Mangroves to Miradors: Coastal Ecology at Vista Alegre
As the port town of Chiquilá fades into the distance, I finally see the Costa Escondida coastline from the water for the first time. Even after two hot, dusty days of helping prepare a flatbed truck’s worth of scientific and camping equipment, I can hardly contain my excitement. I first discussed my involvement on this project with Dr. Dominique Rissolo almost three years earlier when we met and I have been waiting for this moment since that first discussion. As we race along the nearly still waters of Laguna Holbox towards the Vista Alegre site, our Veracruzan guide Roberto points out the Magnificent Frigate birds (Fregata magnificens) soaring high overhead as if to signal our arrival into the hidden world of the maritime Maya. As the boat slows down and enters the narrow, shallow channel marking the entrance to the site, I can now clearly make out the patchy network of green seagrasses enjoying the incoming water from the rising tide. I try to make scientific observations in my head as the tangled roots and branches of red mangrove trees (Rhizophora mangle) lining the shoreline go by, but my mind wanders and I can’t help but wonder if the ancient Maya inhabitants of this site felt the same way I do right now: Bliss.
As the project’s coastal ecologist, part of my contribution to this multidisciplinary effort is to begin quantifying the existing terrestrial and marine flora and fauna associated with the Vista Alegre site in order to put together an initial ecological assessment. Rather than cut down and clear the overgrowth as part of an ecologically-destructive excavation, archaeologists prefer to study sites as they appear now, including an inventory of all of the vegetation and animals associated with the area. This site has not seen permanent inhabitants for close to 500 years so the Yucatan jungle has definitely had an opportunity to reclaim its former glory, with red tourist trees towering overhead, palms creating a dense canopy, and red mangroves licking the brackish water along the shorelines.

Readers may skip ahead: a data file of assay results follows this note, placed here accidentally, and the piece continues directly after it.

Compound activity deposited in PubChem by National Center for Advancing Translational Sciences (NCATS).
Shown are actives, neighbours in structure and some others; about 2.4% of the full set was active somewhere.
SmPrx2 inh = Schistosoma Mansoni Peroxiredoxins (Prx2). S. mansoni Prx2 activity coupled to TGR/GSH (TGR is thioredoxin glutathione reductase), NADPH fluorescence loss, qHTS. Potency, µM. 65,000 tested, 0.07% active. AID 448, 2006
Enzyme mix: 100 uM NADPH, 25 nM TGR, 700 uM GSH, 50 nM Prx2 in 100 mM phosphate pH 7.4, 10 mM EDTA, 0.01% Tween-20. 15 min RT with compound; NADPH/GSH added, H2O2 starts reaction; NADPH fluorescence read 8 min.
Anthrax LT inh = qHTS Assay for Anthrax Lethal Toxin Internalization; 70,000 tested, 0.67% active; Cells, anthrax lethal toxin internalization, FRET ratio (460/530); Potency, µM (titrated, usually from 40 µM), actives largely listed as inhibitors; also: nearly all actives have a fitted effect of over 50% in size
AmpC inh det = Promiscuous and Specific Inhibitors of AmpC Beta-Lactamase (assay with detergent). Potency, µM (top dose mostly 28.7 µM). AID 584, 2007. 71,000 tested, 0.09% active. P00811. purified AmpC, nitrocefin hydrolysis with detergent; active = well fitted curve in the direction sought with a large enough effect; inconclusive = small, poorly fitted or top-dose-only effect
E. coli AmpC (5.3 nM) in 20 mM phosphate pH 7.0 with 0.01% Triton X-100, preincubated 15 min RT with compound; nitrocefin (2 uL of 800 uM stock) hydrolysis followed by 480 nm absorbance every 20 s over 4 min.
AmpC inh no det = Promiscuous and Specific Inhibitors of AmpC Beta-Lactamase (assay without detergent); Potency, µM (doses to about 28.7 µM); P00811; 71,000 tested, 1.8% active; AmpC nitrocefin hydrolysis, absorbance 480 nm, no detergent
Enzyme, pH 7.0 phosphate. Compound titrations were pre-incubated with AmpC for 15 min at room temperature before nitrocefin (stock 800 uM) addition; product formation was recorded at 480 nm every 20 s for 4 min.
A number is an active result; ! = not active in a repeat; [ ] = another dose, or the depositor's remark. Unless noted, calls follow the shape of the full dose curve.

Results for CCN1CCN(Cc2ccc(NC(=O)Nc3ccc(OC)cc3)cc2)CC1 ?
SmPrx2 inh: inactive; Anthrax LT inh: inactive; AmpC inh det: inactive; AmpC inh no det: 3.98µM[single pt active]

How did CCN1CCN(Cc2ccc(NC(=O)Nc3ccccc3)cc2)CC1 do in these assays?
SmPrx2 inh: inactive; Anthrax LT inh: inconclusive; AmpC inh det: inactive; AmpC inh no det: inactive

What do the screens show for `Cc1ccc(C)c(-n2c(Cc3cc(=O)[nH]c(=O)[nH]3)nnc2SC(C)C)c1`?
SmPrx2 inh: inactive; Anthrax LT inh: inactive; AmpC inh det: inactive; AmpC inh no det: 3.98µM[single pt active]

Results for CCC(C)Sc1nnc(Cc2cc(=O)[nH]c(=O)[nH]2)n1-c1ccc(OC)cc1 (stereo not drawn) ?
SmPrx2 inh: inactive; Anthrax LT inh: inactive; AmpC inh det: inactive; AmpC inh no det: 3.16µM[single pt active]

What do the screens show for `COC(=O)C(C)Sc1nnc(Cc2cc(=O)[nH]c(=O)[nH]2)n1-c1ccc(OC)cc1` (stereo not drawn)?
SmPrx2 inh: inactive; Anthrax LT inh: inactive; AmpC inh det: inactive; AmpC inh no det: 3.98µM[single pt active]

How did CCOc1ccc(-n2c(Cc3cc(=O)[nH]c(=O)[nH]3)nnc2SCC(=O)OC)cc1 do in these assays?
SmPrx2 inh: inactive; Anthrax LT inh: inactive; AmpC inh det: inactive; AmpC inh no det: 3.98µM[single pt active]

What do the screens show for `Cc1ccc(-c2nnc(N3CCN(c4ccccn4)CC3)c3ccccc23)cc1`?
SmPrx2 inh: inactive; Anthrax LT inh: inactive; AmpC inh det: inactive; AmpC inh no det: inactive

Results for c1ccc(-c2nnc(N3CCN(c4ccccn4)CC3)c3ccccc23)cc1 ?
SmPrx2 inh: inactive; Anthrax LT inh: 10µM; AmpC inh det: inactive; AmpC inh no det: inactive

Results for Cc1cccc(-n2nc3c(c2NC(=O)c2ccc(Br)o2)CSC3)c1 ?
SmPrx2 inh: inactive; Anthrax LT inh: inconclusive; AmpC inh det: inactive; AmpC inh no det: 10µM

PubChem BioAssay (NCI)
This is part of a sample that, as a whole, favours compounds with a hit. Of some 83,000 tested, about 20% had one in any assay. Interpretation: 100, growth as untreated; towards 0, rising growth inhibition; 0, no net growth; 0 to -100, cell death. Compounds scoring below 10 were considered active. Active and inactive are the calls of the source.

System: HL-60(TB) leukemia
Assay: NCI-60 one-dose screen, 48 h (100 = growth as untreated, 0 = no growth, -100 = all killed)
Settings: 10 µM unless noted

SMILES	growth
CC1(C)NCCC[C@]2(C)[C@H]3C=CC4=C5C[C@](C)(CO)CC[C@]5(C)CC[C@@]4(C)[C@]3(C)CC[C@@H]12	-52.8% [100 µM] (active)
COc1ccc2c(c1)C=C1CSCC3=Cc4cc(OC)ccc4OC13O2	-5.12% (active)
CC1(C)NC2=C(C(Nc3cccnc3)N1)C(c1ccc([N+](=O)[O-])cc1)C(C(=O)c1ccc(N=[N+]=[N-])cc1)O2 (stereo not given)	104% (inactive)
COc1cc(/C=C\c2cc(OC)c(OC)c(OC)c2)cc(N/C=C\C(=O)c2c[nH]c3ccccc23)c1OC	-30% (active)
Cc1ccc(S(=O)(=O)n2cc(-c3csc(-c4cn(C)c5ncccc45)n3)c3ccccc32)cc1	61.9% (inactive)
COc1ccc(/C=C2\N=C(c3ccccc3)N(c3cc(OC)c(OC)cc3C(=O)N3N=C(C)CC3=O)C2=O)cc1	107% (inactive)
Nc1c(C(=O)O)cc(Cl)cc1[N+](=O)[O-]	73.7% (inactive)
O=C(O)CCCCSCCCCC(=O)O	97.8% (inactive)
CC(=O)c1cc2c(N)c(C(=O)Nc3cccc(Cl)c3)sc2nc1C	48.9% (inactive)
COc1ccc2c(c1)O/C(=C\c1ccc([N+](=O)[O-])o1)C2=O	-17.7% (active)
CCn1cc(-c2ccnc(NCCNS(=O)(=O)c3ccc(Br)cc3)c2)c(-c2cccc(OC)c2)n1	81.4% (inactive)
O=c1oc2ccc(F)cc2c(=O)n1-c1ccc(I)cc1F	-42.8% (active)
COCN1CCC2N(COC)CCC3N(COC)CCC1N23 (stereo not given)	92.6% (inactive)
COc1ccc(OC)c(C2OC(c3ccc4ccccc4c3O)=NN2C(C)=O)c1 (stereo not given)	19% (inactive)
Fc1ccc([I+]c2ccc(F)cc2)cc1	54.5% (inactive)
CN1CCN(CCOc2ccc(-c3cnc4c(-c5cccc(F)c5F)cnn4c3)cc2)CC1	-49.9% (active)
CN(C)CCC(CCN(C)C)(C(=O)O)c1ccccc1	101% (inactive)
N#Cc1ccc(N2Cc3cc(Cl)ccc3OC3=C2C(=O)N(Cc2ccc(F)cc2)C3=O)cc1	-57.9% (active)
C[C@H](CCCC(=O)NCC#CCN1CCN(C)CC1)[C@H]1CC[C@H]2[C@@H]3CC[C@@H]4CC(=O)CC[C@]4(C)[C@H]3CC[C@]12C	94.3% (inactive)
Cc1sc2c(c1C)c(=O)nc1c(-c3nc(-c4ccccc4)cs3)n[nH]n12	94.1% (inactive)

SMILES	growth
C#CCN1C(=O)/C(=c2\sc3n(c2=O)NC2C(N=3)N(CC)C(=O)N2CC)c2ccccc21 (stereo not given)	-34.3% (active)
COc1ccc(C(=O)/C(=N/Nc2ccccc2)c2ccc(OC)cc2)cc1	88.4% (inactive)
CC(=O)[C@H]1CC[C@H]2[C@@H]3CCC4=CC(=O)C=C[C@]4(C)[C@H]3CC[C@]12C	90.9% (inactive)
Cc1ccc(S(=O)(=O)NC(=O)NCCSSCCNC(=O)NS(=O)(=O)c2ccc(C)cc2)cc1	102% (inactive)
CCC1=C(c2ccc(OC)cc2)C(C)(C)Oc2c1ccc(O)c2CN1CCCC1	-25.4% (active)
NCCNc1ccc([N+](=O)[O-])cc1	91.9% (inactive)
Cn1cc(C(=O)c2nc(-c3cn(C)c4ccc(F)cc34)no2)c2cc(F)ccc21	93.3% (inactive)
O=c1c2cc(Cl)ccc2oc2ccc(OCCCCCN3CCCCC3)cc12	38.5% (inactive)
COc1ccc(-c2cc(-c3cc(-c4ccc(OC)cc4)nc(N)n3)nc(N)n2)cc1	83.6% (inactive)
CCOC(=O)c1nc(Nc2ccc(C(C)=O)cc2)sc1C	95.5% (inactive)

In order to start assessing the terrestrial and marine ecology of the Vista Alegre site, I turned to some classical ecological quantification methods using some very simple tools as well as some innovative methods designed on-the-spot after seeing the jungle with which I had to contend. In the shallow waters around the site, I used a 30-meter tape, underwater slate and pencil, and point-intercept transects to investigate the percent cover of soft sediments and species of seagrasses Syringodium filiforme and Thalassia testudinum).
In the jungle overgrowing the site, I conducted GPS-driven transects starting at the mirador (the site’s central pyramid) and extending to the shoreline in the four cardinal directions. Often times, I found myself crawling on my hands and knees through the thick foliage trying to get to a pre-determined GPS point. The mosquitos were very happy each time I got held up for a few minutes deciding which way was the best way through. Once at each point, I shot a series of photographs in every direction from 40 locations around the site. I also shot photographs looking directly up through the canopy and straight down to the ground. Using photo-processing software I will be able to stitch the photos into a 360° panoramic view of the trees at each location to identify species richness and abundance and also analyze the canopy percent cover and ground cover. (Slide Show – EcologyTransect.m4v)This will give an idea of how the community of species changes around the site, possibly due to factors such as small changes in elevation, proximity to the shoreline, and competitive interactions between species.
These ecological methods will help establish a baseline so we can start to see how the plant and animal communities at Vista Alegre are changing and have changed over time. This will, of course, require a multi-year sampling effort. And for my part, I hope to continue working at this amazing site with this incredible team for quite some time to come…(top)
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